bikebritain News October 30, 2011

Greatest Cycling Climbs No.25 - 'Combe Gibbet'

The quest to climb 100 hills continues.....

I recently found myself in Somerset with an opportunity to metaphorically go left or right. If I went left, I would eventually arrive at a hill called Dunkery Beacon quite close to Porlock. However this also included a 120 mile detour and probably an additional 3 hours to my journey home. It is one of the toughest hills in Simon Warren's "100 Greatest Climbs" book and earlier in the week I had not been feeling well...it would take a big effort to manage a successful ascent of Dunkery...... Or I could head towards home and stop off at the small market town of Hungerford just off the M4/A34 interchange and climb Combe Gibbet. It also featured in the magic book, but was rated at 5/10. All things considered and the decision was made - all aboard for the Gibbet!

Hungerford itself is a picturesque town and worth a lunch stop if you're in the area. I found the short stay car park just off the main through road and did my usual trick of frightening the local people by changing into my cycling gear, basically in the street. I've finally worked out that the bike fits into the back of the car much more easily without the front wheel (obviously) and taking the seat post and saddle off. Within 5 minutes I was good to go, my first crack at a 'big' hill with the Zipp's on. Pumped up (the tyres that is, not me) - I rode off.

My usual navigational issues quickly arose as I once more didn't really know where I was meant to be going. A (very) small village called Inkpen was my initial target but there were no signs. I resorted to the modern miracle of GPS. Location fixed, I headed off in the direction of said village. I cycled through Hungerford Common, across a very substantial cattle grid and quickly found myself in the Berkshire countryside. The weak October sunshine beamed through some whispy clouds, strong enough to just about take the edge off an otherwise chilly breeze.

Inkpen is a tiny village made up of a clutch of houses and a Post Box. Blink and you'd miss it. Unfortunately, due to the combination of technical clutter I was carrying, having pulled out my camera out of my back pocket, my Iphone dropped on the road, chipping the screen. Not a good start. Coming up to a right/left junction I found a signpost for Combe Gibbet - just 1.5 miles away - so it was close. To my right and ahead I could see a ridge of hills. This had to be it.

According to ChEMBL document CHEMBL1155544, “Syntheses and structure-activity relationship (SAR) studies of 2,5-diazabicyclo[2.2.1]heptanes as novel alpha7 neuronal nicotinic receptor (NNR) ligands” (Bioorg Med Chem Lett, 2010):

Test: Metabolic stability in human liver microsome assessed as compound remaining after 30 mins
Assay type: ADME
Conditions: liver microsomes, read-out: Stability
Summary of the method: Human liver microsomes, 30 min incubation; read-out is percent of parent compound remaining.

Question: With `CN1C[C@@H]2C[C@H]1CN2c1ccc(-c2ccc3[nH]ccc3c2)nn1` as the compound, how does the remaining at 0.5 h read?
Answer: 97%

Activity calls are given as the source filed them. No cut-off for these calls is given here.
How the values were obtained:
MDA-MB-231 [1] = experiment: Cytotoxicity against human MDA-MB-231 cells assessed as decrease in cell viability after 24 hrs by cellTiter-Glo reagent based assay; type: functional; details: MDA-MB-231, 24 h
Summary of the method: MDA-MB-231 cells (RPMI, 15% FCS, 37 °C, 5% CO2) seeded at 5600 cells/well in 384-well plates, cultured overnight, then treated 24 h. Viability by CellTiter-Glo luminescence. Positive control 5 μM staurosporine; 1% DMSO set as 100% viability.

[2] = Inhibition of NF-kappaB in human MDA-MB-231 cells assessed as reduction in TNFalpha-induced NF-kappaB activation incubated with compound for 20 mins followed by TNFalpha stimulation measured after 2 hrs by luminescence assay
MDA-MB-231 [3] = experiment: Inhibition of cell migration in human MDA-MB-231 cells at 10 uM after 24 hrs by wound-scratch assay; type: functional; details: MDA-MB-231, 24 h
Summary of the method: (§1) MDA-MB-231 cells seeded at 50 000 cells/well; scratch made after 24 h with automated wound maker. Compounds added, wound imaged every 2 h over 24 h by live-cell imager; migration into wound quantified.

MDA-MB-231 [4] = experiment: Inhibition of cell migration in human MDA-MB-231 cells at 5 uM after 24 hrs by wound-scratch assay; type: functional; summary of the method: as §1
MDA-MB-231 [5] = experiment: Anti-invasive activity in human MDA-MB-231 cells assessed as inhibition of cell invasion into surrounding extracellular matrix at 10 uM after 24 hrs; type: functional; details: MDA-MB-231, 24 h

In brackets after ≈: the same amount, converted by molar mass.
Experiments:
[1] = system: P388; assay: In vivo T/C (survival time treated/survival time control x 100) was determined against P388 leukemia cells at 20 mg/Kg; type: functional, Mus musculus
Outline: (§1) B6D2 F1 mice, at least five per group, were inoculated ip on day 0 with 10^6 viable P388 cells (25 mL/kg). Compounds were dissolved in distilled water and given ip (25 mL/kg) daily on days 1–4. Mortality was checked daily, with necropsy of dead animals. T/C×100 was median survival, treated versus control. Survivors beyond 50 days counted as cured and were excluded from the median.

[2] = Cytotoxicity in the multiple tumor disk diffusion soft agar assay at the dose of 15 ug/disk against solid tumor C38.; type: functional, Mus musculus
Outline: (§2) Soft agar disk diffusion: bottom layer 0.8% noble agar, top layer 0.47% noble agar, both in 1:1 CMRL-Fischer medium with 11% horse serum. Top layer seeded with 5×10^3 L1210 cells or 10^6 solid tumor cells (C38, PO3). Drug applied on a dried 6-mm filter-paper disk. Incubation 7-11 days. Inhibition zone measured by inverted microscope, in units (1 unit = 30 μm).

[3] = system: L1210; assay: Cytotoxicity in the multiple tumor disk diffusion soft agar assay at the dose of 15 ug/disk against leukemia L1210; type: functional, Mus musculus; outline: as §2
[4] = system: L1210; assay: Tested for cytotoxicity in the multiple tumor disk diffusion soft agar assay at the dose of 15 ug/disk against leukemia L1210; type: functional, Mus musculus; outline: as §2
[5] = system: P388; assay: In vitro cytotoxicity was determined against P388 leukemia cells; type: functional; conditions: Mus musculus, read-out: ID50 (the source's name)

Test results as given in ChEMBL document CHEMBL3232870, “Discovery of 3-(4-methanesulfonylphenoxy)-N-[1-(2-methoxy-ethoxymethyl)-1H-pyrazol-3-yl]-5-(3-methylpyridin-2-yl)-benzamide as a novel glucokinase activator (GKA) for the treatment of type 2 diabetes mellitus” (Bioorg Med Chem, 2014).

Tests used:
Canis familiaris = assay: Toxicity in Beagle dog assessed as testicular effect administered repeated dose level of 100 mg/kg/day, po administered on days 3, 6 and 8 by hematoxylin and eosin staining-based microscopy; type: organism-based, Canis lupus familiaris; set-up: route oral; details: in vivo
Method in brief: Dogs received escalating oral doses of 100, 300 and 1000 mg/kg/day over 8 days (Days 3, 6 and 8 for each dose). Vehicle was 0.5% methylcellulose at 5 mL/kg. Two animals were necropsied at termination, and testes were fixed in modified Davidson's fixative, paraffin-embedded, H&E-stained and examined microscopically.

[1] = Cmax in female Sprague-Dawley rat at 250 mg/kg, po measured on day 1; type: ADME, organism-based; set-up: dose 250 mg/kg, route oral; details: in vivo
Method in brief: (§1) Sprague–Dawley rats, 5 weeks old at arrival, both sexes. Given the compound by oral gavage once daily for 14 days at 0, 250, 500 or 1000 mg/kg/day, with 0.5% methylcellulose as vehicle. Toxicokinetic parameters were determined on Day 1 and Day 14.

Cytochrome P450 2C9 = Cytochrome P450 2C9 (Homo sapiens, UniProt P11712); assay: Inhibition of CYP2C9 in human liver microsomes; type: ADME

I geared down and started spinning. The incline was minor to begin with. Just as well I had not attempted Dunkery because I was puffing and panting already. My chest felt quite tight. Maybe it wasn't going to be as easy as I had anticipated. The hill gradually became steeper and I cut my losses and stuck it in the granny gear.

However, unbeknown to me I had scaled the toughest part! The hill gradually eased off and I was rewarded with some commanding views of the surrounding countryside. I still wasn't entirely convinced that the hill was the right one so I continued down the other side, into the even smaller village of Combe. Realising my target had been accomplished I climbed back up the 'other' side to the top. Along the roadside were plenty of fowl of various types...and lots not looking quite so well on the road. In fact the hedgerow was positively teeming with feathered life.

After taking a few photos and doing another piece to camera I rode the route in reverse and enjoyed the descent. It had not been a standout hill climbing adventure and certainly nothing to get the best out of my new hoops. I thought my local Bostal Hill was much tougher than this though similarly rated. Nevertheless, the views were good and it felt good to get some autumnal air in the lungs. 12 or so miles later I was back at the car and ready to take the bike apart once more.

So now, back to the book......

To watch the bikebritain film of the Combe Gibbet ride, click here - http://www.bikebritain.org/video.php?id=66

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